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Allelochemicals from Hydrocotyle umbellata Linn.

Warinthorn Chavasiri1, Wasana Prukchareon1, Pattara Sawasdee1 and Siriporn Zungsontiporn2

1 Natural Products Research Unit, Department of Chemistry, Faculty of Science, Chulalongkorn University, Bangkok 10330, Thailand Email warintho@sc.chula.ac.th
2
Botany and weed Science Division, Department of Agriculture, Ministry of Agriculture and Cooperatives, Bangkok 10900, Thailand.

Abstract

The chloroform extract of Hydrocotyl umbellata Linn. yielded a novel triterpenoid glycoside, methyl oleanolate 3-O-(β-D-glucopyranoside)3 (1), together with a mixture of long chain aliphatic esters, a mixture of long chain carboxylic acids, a mixture of stigmasterol and stigmasta-7,25-dien-3-ol, and stigmasteryl-3-O-β-D-glucopyranoside. The structure of the new compound was elucidated through chemical and spectral studies. The triterpenoid glycoside (1) displayed the highest root inhibitory activity against seedling of Mimosa pigra Linn. and other studied plants.

Media summary

Using bioassay-guided, allelochemicals from Hydrocotyle umbellata Linn. were disclosed. Among them, a novel triterpenoid glycoside exhibited high root inhibitory activity against seedling of Mimosa pigra Linn. and other selected plants.

Key Words

Allelochemicals, Hydrocotyle umbellate, herbicide

Introduction

Allelopathy is the phenomenon that the natural substances in plants were released into the environment and exert either positive or negative impact on neighbouring living organism (Putnam, 1985). In general, allelochemicals in plants are mainly found to be secondary metablites such as flavonoids, steroids, glycosides and others (Gaspar, 1999; Wu, 2001;Waller, 1985). The genus Hydrocotyle is an extensive family, comprising of nearly 100 species found throughout the temperate world. Some of them were investigated for the chemical constituents that mainly were flavonoids (Nakaoki, 1960; Shigematsu, 1982; Gabriele, 1981), glycosides (Della Greca, 1993) and triterpenoids (Della Greca, 1994; Kwon, 1998). Literature survey on Hydrocotyl umbellata Linn., Umbelliferae family, revealed that no phytochemical and biological activity study has been addressed. H. umbellate was a perennial aquatic weed similar to Centella asiatica Linn., spreads out horizontally forming dense mats in shallow water, mud or in marshes.11 The observation found that wherever H. umbellata grows, it can form pure stands and soon, no other plant can grow in its dense growth, not even Panicum repens or Cyperus rotundus which are one of the world’s worst weeds. This suggests that H. umbellate produce allelochemicals which could inhibit the growth of other plants. This research therefore attempted to investigate for chemical constituents with allelopathic effect of H. umbellata.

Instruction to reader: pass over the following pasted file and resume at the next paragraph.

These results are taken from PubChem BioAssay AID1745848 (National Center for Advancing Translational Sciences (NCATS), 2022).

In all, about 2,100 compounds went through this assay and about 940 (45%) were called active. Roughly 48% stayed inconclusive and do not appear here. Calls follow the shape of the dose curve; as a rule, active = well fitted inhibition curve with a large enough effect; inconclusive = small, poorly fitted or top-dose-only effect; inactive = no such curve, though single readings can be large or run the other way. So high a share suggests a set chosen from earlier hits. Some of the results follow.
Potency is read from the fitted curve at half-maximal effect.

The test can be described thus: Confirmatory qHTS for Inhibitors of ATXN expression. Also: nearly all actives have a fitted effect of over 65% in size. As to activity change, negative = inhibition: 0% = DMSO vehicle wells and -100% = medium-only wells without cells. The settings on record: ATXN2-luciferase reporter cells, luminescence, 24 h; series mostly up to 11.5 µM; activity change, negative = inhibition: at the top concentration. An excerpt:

Methods

Plant material. The whole plant of Hydrocotyle umbellata was collected at Botany and Weed Science Division, Department of Agriculture, Bangkok during October 2000. It was identified by Mrs. S. Sripen. A voucher specimen has been deposited in the Herbarium of the Princess Sirindhon, Ministry of Agriculture and Cooperatives, Bangkok, Thailand (BK 45391).

Extraction. Dried whole plants of H. umbellata, weighing 4 kg were milled to a fine powder which was then extracted by soaking in hexane for five days at room temperature. The residue was repeatedly extracted by hexane three times. Evaporation of the solvent affording the crude hexane extract 37.92 g. The marc was then similarly extracted with 95% ethanol. The ethanolic extract was evaporated by vacuum to obtain ethanolic crude 549.80 g. The concentrated 333.58 g ethanolic crude was partitioned with chloroform : water, ethyl acetate : water and n-butanol : water, respectively in ratio 1:1 (V/V) in separatory funnel to gain chloroform, ethyl acetate and n-butanol extracts with 84.4 g, 4.7 g and 45.2 g, respectively. The chloroform extract 50 g was separated into subfractions 1-9 by silica gel quick colunm chromatography with eluted by hexane, hexane-EtOAc, EtOAc-MeOH.

Isolation of triterpenoid glycoside (1). Compound 1 was isolated from both fractions 5 and 6 by the Sephadex LH-20 column chromatography using mixed methanol and chloroform (1:1) as eluent. It was recrystallized by solvent-solvent precipitation using a mixture of MeOH and acetone to yield (1) 379 mg.

Methyl oleanolate 3-O-[β-D-glucopyranosyl (1→ 6)][-β-D-glucopyranosyl (1→ 6)]-β-D-glucopyranoside (1). White solid, mp 198-202 C. IR νmax cm-1: 3400, 2914, 2858, 1745, 1670, 1070, 1040 and 1020. 1H NMR (400 MHz, DMSO-d6) and 13C NMR (100 MHz, DMSO-d6): EIMS 70 eV m/z (rel. int. %): 470 (3), 280 (15), 263 (25), 135 (60), 95 (100) and 55 (97).

Acid hydrolysis of (1). Compound 1, 35 mg was acid hydrolyzed by 10% HCl in ethanol 10 mL. It was refluxed for 10 hours. Evaporation of ethanol and the residue was further extracted with diethyl ether:water (1:1) twice. The combined diethyl ether was dried over sodium sulfate and evaporated the solvent to yield pale yellow wax which then recrystallized by a mixture of chloroform and methanol to afford compound 1a. This compound was identified by co-TLC with oleanolic acid authentic sample. It showed a single spot at Rf 0.66, solvent system 100% EtOAc. The water part was concentrated and the remaining material was paper chromatographed. After sprayed with AHP reagent, it showed a single brown spot with Rf value of 0.30 (solvent system: BuOH:EtOAc:H2O (4:1:2.2)) identical with D-glucose, an authentic sample.